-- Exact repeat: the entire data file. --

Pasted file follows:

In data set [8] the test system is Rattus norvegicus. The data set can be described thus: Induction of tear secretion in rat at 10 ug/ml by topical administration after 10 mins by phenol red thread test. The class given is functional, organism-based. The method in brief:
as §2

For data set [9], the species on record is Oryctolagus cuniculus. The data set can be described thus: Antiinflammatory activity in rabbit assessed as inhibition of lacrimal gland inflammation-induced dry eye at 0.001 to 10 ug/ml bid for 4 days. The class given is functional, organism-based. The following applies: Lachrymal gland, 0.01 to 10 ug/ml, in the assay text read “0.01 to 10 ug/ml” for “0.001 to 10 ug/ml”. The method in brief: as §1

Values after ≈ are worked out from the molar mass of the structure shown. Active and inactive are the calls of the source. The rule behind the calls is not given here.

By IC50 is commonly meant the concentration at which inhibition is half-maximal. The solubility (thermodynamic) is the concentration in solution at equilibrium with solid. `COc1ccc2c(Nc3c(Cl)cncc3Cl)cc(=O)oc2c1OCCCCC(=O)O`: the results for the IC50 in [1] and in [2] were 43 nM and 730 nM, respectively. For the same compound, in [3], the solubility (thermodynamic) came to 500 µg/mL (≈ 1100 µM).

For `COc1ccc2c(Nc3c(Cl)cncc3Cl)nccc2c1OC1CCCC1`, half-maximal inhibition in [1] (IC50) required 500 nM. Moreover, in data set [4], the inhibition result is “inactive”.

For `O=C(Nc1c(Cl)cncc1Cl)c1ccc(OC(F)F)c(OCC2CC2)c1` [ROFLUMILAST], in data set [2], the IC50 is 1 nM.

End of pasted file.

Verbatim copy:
In data set [8] the test system is Rattus norvegicus. The data set can be described thus: Induction of tear secretion in rat at 10 ug/ml by topical administration after 10 mins by phenol red thread test. The class given is functional, organism-based. The method in brief:
as §2

For data set [9], the species on record is Oryctolagus cuniculus. The data set can be described thus: Antiinflammatory activity in rabbit assessed as inhibition of lacrimal gland inflammation-induced dry eye at 0.001 to 10 ug/ml bid for 4 days. The class given is functional, organism-based. The following applies: Lachrymal gland, 0.01 to 10 ug/ml, in the assay text read “0.01 to 10 ug/ml” for “0.001 to 10 ug/ml”. The method in brief: as §1

Values after ≈ are worked out from the molar mass of the structure shown. Active and inactive are the calls of the source. The rule behind the calls is not given here.

By IC50 is commonly meant the concentration at which inhibition is half-maximal. The solubility (thermodynamic) is the concentration in solution at equilibrium with solid. `COc1ccc2c(Nc3c(Cl)cncc3Cl)cc(=O)oc2c1OCCCCC(=O)O`: the results for the IC50 in [1] and in [2] were 43 nM and 730 nM, respectively. For the same compound, in [3], the solubility (thermodynamic) came to 500 µg/mL (≈ 1100 µM).

For `COc1ccc2c(Nc3c(Cl)cncc3Cl)nccc2c1OC1CCCC1`, half-maximal inhibition in [1] (IC50) required 500 nM. Moreover, in data set [4], the inhibition result is “inactive”.

For `O=C(Nc1c(Cl)cncc1Cl)c1ccc(OC(F)F)c(OCC2CC2)c1` [ROFLUMILAST], in data set [2], the IC50 is 1 nM.